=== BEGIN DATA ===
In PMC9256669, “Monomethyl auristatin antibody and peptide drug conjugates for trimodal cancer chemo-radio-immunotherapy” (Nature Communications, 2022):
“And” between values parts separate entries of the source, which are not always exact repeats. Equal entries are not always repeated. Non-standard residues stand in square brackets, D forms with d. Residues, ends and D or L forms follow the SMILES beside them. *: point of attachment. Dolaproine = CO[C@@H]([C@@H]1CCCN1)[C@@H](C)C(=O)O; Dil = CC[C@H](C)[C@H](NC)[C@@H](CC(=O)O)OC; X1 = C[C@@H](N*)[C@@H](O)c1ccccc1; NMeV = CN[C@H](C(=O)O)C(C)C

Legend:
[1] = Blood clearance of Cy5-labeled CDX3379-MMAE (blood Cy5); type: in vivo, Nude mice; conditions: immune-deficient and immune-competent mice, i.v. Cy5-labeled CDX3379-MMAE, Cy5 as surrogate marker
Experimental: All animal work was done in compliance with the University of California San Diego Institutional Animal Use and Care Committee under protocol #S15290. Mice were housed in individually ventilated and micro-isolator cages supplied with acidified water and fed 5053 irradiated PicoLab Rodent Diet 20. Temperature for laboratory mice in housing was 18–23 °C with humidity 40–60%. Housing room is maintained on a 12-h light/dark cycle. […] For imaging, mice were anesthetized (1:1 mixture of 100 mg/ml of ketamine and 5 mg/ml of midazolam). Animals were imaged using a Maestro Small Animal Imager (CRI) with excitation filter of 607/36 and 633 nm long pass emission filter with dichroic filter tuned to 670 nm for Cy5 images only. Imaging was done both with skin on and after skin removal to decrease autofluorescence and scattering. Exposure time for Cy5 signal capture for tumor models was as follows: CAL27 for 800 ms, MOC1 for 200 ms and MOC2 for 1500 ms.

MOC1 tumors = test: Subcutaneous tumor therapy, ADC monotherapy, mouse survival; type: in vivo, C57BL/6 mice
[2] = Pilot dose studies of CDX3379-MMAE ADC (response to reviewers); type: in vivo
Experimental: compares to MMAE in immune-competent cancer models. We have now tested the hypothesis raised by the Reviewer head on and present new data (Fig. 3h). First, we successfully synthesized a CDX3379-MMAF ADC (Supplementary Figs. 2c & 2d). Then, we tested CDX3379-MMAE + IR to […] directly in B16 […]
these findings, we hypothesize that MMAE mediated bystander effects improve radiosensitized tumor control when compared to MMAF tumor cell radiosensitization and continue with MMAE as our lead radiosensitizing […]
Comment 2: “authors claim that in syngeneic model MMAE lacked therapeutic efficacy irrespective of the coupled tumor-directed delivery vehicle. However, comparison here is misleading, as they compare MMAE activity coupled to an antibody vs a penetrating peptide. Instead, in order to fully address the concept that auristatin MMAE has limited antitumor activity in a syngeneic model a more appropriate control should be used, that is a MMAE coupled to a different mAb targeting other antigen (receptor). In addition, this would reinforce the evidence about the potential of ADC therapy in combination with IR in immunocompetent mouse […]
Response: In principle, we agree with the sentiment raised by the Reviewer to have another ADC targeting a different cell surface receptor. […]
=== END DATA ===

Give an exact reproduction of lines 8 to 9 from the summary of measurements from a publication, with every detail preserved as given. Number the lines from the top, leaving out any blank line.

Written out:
Experimental: compares to MMAE in immune-competent cancer models. We have now tested the hypothesis raised by the Reviewer head on and present new data (Fig. 3h). First, we successfully synthesized a CDX3379-MMAF ADC (Supplementary Figs. 2c & 2d). Then, we tested CDX3379-MMAE + IR to […] directly in B16 […]
these findings, we hypothesize that MMAE mediated bystander effects improve radiosensitized tumor control when compared to MMAF tumor cell radiosensitization and continue with MMAE as our lead radiosensitizing […]